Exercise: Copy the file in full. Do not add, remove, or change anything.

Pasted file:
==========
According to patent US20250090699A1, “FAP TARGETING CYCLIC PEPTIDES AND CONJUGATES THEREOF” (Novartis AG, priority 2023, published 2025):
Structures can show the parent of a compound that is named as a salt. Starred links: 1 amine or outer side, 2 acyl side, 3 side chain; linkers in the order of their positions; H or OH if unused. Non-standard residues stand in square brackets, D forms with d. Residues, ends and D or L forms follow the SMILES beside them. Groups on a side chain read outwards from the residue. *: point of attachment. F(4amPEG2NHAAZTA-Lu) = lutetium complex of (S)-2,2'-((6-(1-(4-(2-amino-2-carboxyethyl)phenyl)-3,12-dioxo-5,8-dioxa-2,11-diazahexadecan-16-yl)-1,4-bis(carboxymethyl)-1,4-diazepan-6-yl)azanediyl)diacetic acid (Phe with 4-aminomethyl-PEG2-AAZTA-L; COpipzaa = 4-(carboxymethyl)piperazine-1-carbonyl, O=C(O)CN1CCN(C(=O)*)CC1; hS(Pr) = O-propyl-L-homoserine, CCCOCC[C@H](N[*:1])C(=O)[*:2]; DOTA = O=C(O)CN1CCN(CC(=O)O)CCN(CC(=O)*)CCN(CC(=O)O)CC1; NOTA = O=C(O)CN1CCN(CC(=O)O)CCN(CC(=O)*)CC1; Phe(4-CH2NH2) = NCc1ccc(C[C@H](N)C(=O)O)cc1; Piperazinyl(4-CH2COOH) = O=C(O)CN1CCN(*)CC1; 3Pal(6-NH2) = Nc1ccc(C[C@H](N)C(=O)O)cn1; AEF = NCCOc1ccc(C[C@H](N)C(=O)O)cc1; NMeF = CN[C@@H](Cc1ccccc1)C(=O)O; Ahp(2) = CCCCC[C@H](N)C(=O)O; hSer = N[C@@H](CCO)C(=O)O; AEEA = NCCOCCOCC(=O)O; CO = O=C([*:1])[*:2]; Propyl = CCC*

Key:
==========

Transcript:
According to patent US20250090699A1, “FAP TARGETING CYCLIC PEPTIDES AND CONJUGATES THEREOF” (Novartis AG, priority 2023, published 2025):
Structures can show the parent of a compound that is named as a salt. Starred links: 1 amine or outer side, 2 acyl side, 3 side chain; linkers in the order of their positions; H or OH if unused. Non-standard residues stand in square brackets, D forms with d. Residues, ends and D or L forms follow the SMILES beside them. Groups on a side chain read outwards from the residue. *: point of attachment. F(4amPEG2NHAAZTA-Lu) = lutetium complex of (S)-2,2'-((6-(1-(4-(2-amino-2-carboxyethyl)phenyl)-3,12-dioxo-5,8-dioxa-2,11-diazahexadecan-16-yl)-1,4-bis(carboxymethyl)-1,4-diazepan-6-yl)azanediyl)diacetic acid (Phe with 4-aminomethyl-PEG2-AAZTA-L; COpipzaa = 4-(carboxymethyl)piperazine-1-carbonyl, O=C(O)CN1CCN(C(=O)*)CC1; hS(Pr) = O-propyl-L-homoserine, CCCOCC[C@H](N[*:1])C(=O)[*:2]; DOTA = O=C(O)CN1CCN(CC(=O)O)CCN(CC(=O)*)CCN(CC(=O)O)CC1; NOTA = O=C(O)CN1CCN(CC(=O)O)CCN(CC(=O)*)CC1; Phe(4-CH2NH2) = NCc1ccc(C[C@H](N)C(=O)O)cc1; Piperazinyl(4-CH2COOH) = O=C(O)CN1CCN(*)CC1; 3Pal(6-NH2) = Nc1ccc(C[C@H](N)C(=O)O)cn1; AEF = NCCOc1ccc(C[C@H](N)C(=O)O)cc1; NMeF = CN[C@@H](Cc1ccccc1)C(=O)O; Ahp(2) = CCCCC[C@H](N)C(=O)O; hSer = N[C@@H](CCO)C(=O)O; AEEA = NCCOCCOCC(=O)O; CO = O=C([*:1])[*:2]; Propyl = CCC*

Key: